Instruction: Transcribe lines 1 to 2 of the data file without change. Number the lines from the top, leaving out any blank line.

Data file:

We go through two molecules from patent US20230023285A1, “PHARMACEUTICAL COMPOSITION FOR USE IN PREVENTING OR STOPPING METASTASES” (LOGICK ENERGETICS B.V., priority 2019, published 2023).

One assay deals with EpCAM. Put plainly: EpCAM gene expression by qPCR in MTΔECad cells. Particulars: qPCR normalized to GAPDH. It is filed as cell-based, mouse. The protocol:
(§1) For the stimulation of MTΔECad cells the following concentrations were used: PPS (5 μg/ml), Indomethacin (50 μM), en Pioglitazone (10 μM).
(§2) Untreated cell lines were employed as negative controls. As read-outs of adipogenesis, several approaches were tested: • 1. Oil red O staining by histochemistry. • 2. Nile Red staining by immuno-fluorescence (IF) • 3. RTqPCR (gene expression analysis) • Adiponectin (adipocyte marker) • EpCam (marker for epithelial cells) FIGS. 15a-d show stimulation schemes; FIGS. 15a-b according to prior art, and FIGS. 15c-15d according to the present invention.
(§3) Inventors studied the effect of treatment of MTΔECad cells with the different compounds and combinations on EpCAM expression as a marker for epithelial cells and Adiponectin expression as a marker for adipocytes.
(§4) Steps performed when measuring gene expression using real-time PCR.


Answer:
We go through two molecules from patent US20230023285A1, “PHARMACEUTICAL COMPOSITION FOR USE IN PREVENTING OR STOPPING METASTASES” (LOGICK ENERGETICS B.V., priority 2019, published 2023).

One assay deals with EpCAM. Put plainly: EpCAM gene expression by qPCR in MTΔECad cells. Particulars: qPCR normalized to GAPDH. It is filed as cell-based, mouse. The protocol: